Tuesday, January 12, 2010

Know Your Enemy: San Diego Chargers

Here's a quick little summary of the San Diego Chargers, since most Jets fans probably didn't follow their season closely given that the two teams did not play each other.

After a 2-3 start, the Chargers rattled off 11 straight wins. Let's take a look at who they've played this season.

at Oakland: Win, 24-20
vs Baltimore: Loss, 26-31
vs Miami: Win, 23-13
at Pittsburgh: Loss, 38-28
vs Denver: Loss, 23-24
at Kansas City: Win, 27-7
vs Oakland: Win, 24-16
at New York Giants: Win, 21-20
vs Philadelphia: Win, 31-23
at Denver: Win, 32-3
vs Kansas City: Win, 43-14
at Cleveland: Win, 30-23
at Dallas: Win, 20-17
vs Cincinnati: Win, 27-24
at Tennesssee: Win, 42-17
vs Washington: Win, 23-20

That's 11 straight wins to end the season for Norv Turner's team. As usual, they're entering the postseason very hot. How have they done in previous years?

*In 2004, the 12-4 Chargers lost at home to the Jets in the first round, 20-17.
*In 2006, the 14-2 Chargers lost at home in their first playoff game 24-21 to New England. This was Philip Rivers's first season as the starter.
*In 2007, the 11-5 Chargers beat Tennessee and Indianapolis before falling again to the Patriots in the AFC Championship 21-12. This was Turner's first season as coach.
*In 2008, the 8-8 Chargers beat the Colts at home in the first round before losing to Pittsburgh 35-24 in the 2nd round.

So San Diego has been a strong team for years but has yet to go to a Super Bowl. This team has much to prove in the playoffs, so the pressure will primarily be on them.

But what about this year's team? Here's a quick comparison of the Chargers and Jets statistically.

Offense
Rushing Average
Jets: T-5th

Chargers: 32nd


Rushing Yards
Jets: 1st
Chargers: 31st

Passing Yards
Chargers: 5th
Jets: 31st

Passing Average
Chargers: 1st
Jets: T-17th

Total Yards

Chargers: 10th
Jets: 20th


Third down Percentage
Chargers: 7th
Jets: 20th


Penalty Yardage Against

Chargers: 3rd lowest

Jets: 7th lowest



Time of Possession
Jets: 7th
Chargers: 15th


Fumbles Lost
Chargers: T-3rd
Jets: T-7th


Interceptions Allowed
Chargers: T-4th
Jets: T-28th


20+ Yard Plays Passing
Chargers: 1st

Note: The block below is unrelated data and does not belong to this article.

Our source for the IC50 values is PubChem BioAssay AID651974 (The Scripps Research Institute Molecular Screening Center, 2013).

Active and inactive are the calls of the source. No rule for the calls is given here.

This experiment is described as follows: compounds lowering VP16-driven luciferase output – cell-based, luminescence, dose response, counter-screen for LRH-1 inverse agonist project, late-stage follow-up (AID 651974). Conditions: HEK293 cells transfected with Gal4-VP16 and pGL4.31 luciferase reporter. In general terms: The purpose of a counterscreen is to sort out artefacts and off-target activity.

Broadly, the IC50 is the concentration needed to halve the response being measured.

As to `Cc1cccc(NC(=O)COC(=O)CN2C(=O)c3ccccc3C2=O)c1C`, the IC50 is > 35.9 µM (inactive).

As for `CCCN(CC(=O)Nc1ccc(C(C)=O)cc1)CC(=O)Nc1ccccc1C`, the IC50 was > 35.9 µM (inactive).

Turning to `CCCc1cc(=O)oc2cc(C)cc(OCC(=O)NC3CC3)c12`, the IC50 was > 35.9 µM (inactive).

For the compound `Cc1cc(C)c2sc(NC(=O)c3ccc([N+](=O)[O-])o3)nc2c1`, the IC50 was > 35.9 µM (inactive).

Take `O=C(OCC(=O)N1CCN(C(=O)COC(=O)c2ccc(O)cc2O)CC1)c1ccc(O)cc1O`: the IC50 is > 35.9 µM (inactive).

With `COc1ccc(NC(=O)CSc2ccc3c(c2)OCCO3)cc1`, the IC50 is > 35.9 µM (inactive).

Jets: 25th


40+ Yard Plays Passing
Chargers: T-6th
Jets: T-15th


20+ Yard Plays Rushing
Jets: T-2nd
Chargers: T-23rd
    

40+ Yard Plays Rushing
Jets: T-7th
Chargers: T-29th


Defense
Points Allowed
Jets: 1st
Chargers: 11th


Passing Yards Allowed
Jets: 1st
Chargers: 11th


Passing Yards Average
Jets: 1st
Chargers: T-9th


Rushing Yards Allowed
Jets: 8th
Chargers: 20th


Rushing Yards Average
Jets: 4th
Chargers: T-24th


Sacks
Chargers: T-13th
Jets: T-18th


Interceptions
Jets: T-13th
Chargers: T-20th


Forced Fumbles
Chargers: T-8th
Jets: T-13th

Offensively, the Chargers are a quick strike offense, as evidenced by their being first in passing yards average. This is no surprise if you've ever seen them play: San Diego has three weapons who are 6'4" and above with athleticism to boot. Philip Rivers throws the ball downfield and lets his receivers try to make plays. The Jets answer with the top pass defense in the league, but it's hard to cover size. The secondary will have its hands full all game, as Rex Ryan will dial up blitzes and Rivers will test Lito Sheppard, Darrelle Revis, and Kerry Rhodes.


Meanwhile, the Jets should be able to run the ball quite well against a porous San Diego run defense. Jamal Williams, their Pro Bowl nose tackle, injured himself in the preseason, and they haven't been able to stop effective rushing games all season. For most teams, it hasn't really mattered because of the Chargers quick strike offense either making up for their defense's shortcomings or by putting the games out of reach early to get teams to throw the ball. San Diego's pass defense is above average, but Cincinnati's was better, so if Sanchez can throw on the Bengals, he should be able to do okay in his relative homecoming in San Diego.